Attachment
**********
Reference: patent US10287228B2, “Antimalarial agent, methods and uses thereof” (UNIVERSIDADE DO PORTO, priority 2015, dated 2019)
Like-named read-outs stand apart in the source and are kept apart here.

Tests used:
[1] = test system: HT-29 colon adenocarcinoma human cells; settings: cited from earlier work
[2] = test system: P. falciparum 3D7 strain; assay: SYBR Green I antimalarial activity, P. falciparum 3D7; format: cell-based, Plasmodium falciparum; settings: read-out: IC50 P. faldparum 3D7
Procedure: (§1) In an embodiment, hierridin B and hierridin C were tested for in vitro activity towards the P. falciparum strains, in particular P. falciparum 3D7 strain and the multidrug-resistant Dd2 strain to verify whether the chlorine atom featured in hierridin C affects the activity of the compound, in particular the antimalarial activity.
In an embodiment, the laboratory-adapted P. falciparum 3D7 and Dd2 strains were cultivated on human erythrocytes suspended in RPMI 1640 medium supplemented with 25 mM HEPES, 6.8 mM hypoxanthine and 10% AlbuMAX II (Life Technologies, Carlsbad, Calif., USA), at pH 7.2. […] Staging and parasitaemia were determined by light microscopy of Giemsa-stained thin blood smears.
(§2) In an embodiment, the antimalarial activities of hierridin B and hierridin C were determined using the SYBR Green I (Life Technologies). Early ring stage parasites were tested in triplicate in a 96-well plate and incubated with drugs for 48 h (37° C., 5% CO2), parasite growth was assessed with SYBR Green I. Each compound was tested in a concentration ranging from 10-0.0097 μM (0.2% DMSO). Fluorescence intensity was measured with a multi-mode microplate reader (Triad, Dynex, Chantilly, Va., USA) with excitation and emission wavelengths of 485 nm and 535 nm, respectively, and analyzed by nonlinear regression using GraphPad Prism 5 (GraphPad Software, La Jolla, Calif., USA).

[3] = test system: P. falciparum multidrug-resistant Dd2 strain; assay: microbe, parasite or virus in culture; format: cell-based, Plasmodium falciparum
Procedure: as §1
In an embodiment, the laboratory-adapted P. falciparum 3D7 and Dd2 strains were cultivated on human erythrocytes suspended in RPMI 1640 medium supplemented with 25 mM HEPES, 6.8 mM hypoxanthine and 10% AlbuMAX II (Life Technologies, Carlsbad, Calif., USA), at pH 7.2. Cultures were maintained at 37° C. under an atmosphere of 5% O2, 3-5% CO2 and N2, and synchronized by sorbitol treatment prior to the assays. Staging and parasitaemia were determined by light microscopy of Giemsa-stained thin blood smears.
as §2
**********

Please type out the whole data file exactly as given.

Reference: patent US10287228B2, “Antimalarial agent, methods and uses thereof” (UNIVERSIDADE DO PORTO, priority 2015, dated 2019)
Like-named read-outs stand apart in the source and are kept apart here.

Tests used:
[1] = test system: HT-29 colon adenocarcinoma human cells; settings: cited from earlier work
[2] = test system: P. falciparum 3D7 strain; assay: SYBR Green I antimalarial activity, P. falciparum 3D7; format: cell-based, Plasmodium falciparum; settings: read-out: IC50 P. faldparum 3D7
Procedure: (§1) In an embodiment, hierridin B and hierridin C were tested for in vitro activity towards the P. falciparum strains, in particular P. falciparum 3D7 strain and the multidrug-resistant Dd2 strain to verify whether the chlorine atom featured in hierridin C affects the activity of the compound, in particular the antimalarial activity.
In an embodiment, the laboratory-adapted P. falciparum 3D7 and Dd2 strains were cultivated on human erythrocytes suspended in RPMI 1640 medium supplemented with 25 mM HEPES, 6.8 mM hypoxanthine and 10% AlbuMAX II (Life Technologies, Carlsbad, Calif., USA), at pH 7.2. […] Staging and parasitaemia were determined by light microscopy of Giemsa-stained thin blood smears.
(§2) In an embodiment, the antimalarial activities of hierridin B and hierridin C were determined using the SYBR Green I (Life Technologies). Early ring stage parasites were tested in triplicate in a 96-well plate and incubated with drugs for 48 h (37° C., 5% CO2), parasite growth was assessed with SYBR Green I. Each compound was tested in a concentration ranging from 10-0.0097 μM (0.2% DMSO). Fluorescence intensity was measured with a multi-mode microplate reader (Triad, Dynex, Chantilly, Va., USA) with excitation and emission wavelengths of 485 nm and 535 nm, respectively, and analyzed by nonlinear regression using GraphPad Prism 5 (GraphPad Software, La Jolla, Calif., USA).

[3] = test system: P. falciparum multidrug-resistant Dd2 strain; assay: microbe, parasite or virus in culture; format: cell-based, Plasmodium falciparum
Procedure: as §1
In an embodiment, the laboratory-adapted P. falciparum 3D7 and Dd2 strains were cultivated on human erythrocytes suspended in RPMI 1640 medium supplemented with 25 mM HEPES, 6.8 mM hypoxanthine and 10% AlbuMAX II (Life Technologies, Carlsbad, Calif., USA), at pH 7.2. Cultures were maintained at 37° C. under an atmosphere of 5% O2, 3-5% CO2 and N2, and synchronized by sorbitol treatment prior to the assays. Staging and parasitaemia were determined by light microscopy of Giemsa-stained thin blood smears.
as §2